REP. WAXMAN's PROPOSED SOLUTION TO PATENT CERTIFICATION ROADBLOCK WOULD TECHNICALLY ESTABLISH GENERIC FIRMS AS PATENT INFRINGERS TO ENSURE COURT REVIEW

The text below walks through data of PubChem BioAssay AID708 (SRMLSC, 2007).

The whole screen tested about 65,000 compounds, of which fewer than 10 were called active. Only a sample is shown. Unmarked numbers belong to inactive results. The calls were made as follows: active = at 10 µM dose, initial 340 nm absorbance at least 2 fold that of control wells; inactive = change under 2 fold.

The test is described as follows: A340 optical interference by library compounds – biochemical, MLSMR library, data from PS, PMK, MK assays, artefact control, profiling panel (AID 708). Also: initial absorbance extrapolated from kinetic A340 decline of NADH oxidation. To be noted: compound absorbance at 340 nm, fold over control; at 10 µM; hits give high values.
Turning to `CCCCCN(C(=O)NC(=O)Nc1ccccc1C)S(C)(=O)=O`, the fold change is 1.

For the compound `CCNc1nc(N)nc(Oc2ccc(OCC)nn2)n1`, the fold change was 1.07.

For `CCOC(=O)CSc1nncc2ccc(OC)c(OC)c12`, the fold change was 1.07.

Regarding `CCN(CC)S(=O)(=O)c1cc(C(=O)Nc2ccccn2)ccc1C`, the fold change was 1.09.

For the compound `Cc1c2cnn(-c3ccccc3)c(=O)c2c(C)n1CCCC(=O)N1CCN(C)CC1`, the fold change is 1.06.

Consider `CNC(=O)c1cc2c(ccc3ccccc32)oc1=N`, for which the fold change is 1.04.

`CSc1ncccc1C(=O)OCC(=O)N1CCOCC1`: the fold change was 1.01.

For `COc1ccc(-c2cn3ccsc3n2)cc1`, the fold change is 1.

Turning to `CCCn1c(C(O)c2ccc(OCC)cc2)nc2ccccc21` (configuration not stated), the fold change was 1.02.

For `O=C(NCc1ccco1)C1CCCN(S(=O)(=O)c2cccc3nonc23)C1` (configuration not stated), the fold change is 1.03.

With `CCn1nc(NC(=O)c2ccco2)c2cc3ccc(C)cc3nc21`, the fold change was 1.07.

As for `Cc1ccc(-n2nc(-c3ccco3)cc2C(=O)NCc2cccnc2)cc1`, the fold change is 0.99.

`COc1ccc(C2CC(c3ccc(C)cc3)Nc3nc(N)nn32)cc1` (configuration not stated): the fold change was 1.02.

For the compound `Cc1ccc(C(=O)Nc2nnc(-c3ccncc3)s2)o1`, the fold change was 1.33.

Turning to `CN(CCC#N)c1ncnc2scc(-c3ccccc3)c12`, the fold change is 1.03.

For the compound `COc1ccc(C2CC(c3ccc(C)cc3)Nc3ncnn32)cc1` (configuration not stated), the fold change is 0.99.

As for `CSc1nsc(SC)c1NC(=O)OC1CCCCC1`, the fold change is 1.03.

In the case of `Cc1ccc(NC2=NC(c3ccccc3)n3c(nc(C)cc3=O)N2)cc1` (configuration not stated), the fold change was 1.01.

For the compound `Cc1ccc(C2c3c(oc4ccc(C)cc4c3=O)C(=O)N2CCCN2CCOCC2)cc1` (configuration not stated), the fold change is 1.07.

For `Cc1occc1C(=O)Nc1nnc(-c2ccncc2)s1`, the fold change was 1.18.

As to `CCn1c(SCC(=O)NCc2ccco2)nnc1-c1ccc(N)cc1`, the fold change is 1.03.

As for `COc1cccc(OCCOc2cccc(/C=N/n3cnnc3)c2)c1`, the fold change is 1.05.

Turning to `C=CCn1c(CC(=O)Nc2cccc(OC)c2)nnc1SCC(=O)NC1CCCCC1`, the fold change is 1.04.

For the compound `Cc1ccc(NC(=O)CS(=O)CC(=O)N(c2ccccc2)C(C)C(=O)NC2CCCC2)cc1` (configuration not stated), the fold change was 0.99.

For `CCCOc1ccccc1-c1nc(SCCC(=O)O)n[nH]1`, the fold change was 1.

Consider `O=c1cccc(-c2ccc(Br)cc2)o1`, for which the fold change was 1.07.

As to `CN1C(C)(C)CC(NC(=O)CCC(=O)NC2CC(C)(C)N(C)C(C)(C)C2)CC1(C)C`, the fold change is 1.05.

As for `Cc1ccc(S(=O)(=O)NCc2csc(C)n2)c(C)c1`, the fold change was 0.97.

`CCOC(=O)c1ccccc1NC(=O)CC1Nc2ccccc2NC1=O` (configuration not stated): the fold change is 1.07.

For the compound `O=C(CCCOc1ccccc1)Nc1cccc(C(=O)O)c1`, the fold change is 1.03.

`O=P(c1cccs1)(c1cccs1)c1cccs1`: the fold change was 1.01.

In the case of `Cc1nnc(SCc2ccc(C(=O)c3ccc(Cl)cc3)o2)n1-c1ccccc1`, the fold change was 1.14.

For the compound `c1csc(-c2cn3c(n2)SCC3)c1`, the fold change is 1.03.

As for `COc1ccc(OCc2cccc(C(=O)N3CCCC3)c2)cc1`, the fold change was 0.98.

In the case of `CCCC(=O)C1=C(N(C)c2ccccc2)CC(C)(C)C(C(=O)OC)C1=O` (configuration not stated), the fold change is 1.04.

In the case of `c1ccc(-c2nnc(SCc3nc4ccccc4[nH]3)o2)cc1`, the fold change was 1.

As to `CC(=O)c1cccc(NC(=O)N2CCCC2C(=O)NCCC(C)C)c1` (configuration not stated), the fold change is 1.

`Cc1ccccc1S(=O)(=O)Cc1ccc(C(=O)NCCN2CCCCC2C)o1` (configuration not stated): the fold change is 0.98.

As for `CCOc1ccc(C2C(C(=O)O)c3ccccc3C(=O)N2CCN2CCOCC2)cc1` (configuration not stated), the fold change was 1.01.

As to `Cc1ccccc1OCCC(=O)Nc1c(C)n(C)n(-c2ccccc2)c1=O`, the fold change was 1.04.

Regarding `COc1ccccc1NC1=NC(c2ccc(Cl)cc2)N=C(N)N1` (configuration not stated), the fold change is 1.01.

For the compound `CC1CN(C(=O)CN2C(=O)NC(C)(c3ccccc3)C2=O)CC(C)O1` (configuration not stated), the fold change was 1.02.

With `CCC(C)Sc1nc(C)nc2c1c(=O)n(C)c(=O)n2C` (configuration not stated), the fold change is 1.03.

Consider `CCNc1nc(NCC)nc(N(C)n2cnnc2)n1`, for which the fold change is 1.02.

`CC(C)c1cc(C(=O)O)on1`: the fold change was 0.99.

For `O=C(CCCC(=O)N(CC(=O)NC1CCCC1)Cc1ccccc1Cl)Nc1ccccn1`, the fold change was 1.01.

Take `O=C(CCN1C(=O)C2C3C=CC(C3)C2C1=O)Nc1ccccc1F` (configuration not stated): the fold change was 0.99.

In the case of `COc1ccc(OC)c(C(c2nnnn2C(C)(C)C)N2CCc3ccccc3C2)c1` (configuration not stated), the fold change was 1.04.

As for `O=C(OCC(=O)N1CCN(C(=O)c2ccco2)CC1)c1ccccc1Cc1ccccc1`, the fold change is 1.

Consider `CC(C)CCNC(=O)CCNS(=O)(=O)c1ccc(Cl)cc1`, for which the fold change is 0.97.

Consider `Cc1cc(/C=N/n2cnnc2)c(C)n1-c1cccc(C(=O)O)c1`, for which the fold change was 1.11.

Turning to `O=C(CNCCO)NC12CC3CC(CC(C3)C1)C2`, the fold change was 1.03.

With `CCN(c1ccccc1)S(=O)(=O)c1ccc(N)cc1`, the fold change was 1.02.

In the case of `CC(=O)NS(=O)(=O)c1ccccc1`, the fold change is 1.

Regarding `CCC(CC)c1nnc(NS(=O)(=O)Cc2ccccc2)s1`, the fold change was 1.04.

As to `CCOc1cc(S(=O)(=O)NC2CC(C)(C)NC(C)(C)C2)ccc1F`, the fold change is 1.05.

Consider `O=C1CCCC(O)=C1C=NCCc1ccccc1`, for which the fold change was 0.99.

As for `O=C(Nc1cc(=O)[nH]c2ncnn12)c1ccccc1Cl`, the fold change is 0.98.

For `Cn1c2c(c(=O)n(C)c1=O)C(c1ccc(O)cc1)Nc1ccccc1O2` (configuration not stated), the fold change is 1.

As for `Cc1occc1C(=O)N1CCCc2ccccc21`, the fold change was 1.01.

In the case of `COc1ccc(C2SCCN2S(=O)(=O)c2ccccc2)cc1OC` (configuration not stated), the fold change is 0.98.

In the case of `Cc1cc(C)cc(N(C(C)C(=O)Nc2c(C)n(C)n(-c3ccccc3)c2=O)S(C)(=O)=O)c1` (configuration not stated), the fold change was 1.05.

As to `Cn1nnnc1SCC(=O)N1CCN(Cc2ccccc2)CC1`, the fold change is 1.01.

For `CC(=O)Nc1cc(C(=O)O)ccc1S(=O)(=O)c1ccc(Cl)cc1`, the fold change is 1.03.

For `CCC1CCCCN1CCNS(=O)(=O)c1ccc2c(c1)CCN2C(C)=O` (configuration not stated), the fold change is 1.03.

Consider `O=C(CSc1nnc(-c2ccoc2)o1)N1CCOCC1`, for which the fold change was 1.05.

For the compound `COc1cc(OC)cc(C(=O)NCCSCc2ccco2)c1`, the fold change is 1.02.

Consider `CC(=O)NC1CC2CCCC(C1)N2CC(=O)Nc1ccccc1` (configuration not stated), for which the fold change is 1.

Rep. Waxman's latest patent certification proposal would technically establish generic firms as patent infringers from the point at which they formulate raw material into a finished dosage form with the intent to market a generic version of a brandname drug prior to patent expiration. The proposal is designed to allay PMA concerns from an earlier draft that legal challenges to pioneer drug patents will not be addressed by the courts. Under the new proposal, a generic firm who wants to challenge a patent must notify the mfr. of the branded product that it has developed a finished dosage form, and that it intends to market the drug. In doing so, the generic firm, according to the draft proposal, would be presenting the courts with a substantive question of patent infringement, making the issue "ripe" for judicial review. Waxman earlier proposed that the courts should enter the patent certification process when a generic mfr. purchases raw materials of the patented drug. However, PMA objected that a court might not consider the purchase of bulk drug material to a patent infringement suit brought by the patent holder, and would refuse to hear the case. PMA's concern stemmed from the provision in the draft that if a court ruling on the validity of a patent is not reached within a two year time period, a generic firm may go-ahead and market its product. The assn. feared that if the two-year time clock started running at the point of raw materials purchase by the generic firm, the deadline might expire and marketing of the me-too version would begin without a court review of the validity of the patent. PMA Exec Cmte. To Review Draft On May 31; Rep. Kastenmeier Sets Hearings For June 6 The new compromise starts the time clock when the generic company is closer to getting a product to market, lending greater urgency to patent holder legal appeals. An earlier draft proposal that a court's declaratory judgment is required before a generic challenger can market a patented product is replaced by the new provision. Under the new Waxman proposal, generic firms may market their products without legal authorization after the two-year period runs out. However, if a court subsequently rules that the patent is valid, the generic marketer would then be liable for patent infringement penalties. Waxman's staff has worked the compromise into draft language, and a clean bill incorporating all negotiated changes, plus a number of minor technical revisions, will be circulated the week of May 28. PMA has scheduled an exec cmte. meeting for May 31 to review the Waxman plan. The patent certification issue is reportedly the last remaining roadblock to PMA acceptance of the overall ANDA/patent restoration package. If PMA accepts the proposal, it may be introduced to the House as a substitute to HR 3605 -- Waxman's original post-1962 ANDA bill -- at a House Commerce/Health Subcmte. markup, which could be held the week of June 4. Rep. Kastenmeier's (D-Wisc.) House Judiciary/Courts Subcmte. has tightened the legislative deadline for the compromise by rescheduling to June 6 a hearing initially slated for June 13. The subcmte. will hear testimony on a patent restoration bill for agricultural chemicals. Reportedly, if the Waxman bill is not ready to be added to the June 6 hearing agenda, its chances of passing the House this session will be reduced.
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